An unusually nuanced and unsentimental depiction of mother/daughter relationships, Philippe Faucon’s Fatima graced a strong Directors Fortnight slate which, if it lacked the sublimity of at least one film in the Competition (Hou Hsiao-Hsien’s The Assassin), never descended into the ridiculousness of half the entries shown in the Competition. Faucon based his film on Prayer to the Moon, a collection of poems and short prose pieces by Fatima Elayoubi, published in Arabic in France. Like the film’s titular character, Elayoubi emigrated from North Africa to France where she worked such long hours as a house cleaner that she had no time to learn how to write and read in the language of her adopted country.
Director Philippe Faucon
Fatima Soria Zeroual
Nesrine Zita Hanrot
Souad Kenza-Noah Aiche
Similarly, the film’s Fatima (Soria Zeroual) takes multiple cleaning jobs in order to support her daughters, 18-year-old Nesrine (Zita Hanrot), a first-year pre-med student, and rebellious 15-year-old Souad (Kenza-Noah Aiche). She and her husband are divorced; the father’s only contribution to his daughters’ upbringing seems to be the occasional lunch and buying Souad a pair of Nikes. Fatima wants her daughters to integrate and succeed as French women, even at the cost of her own pride.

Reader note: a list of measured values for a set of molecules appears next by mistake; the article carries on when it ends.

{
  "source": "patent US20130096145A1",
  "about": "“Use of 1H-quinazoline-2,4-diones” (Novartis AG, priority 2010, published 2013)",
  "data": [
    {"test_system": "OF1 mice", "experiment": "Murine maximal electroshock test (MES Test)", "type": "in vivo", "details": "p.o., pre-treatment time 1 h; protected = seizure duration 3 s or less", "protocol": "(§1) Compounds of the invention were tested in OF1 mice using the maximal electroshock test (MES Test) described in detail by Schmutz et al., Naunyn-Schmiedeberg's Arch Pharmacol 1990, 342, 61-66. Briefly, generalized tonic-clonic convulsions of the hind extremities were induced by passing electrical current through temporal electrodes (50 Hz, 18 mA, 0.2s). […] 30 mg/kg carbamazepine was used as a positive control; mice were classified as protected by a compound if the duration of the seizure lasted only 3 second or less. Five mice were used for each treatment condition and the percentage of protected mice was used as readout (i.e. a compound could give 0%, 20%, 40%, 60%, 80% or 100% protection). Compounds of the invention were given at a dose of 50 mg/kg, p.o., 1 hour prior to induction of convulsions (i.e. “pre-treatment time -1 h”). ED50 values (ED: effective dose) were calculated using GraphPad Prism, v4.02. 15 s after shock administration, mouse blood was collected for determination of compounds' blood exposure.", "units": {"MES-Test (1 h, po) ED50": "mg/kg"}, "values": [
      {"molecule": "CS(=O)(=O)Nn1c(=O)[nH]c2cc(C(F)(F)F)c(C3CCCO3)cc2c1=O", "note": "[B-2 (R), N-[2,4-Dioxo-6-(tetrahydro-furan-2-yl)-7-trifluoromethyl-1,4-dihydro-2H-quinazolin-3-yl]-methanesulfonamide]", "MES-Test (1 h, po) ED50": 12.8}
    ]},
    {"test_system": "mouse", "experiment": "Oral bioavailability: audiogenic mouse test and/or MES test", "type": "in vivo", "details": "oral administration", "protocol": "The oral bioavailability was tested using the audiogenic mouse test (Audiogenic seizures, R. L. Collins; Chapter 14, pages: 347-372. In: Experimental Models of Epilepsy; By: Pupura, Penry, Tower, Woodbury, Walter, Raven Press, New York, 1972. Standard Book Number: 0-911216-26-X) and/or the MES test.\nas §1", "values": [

Shame and pride are inseparable in the family dynamic. Souad is ashamed to have a mother who is illiterate and takes menial jobs so she shames Fatima by calling her “a cleaning rag”. Fatima feels shame when the women she works with gossip about Souad for wearing tank tops and hanging out with boys. Nesrine suffers nearly paralysing anxiety preparing for her exams, fearing the shame that failure would bring to her mother and herself. But Fatima is resilient and her determination has rubbed off on her daughters.
Unlike Faucon’s previous film The Disintegration (2011), Fatima is not a downer. Rather, it is a film that brings clarity and even a sense of exhilaration to the struggle of mother and daughters to succeed on their own terms and for one another. A relatively inexperienced actor, Zeroual brings quiet strength and intelligence to her characterisation of Fatima, taking the film to another level with her reading of a poem by Elayoubi, filled with the longing to speak her experience in her own voice, the voice of Fatima.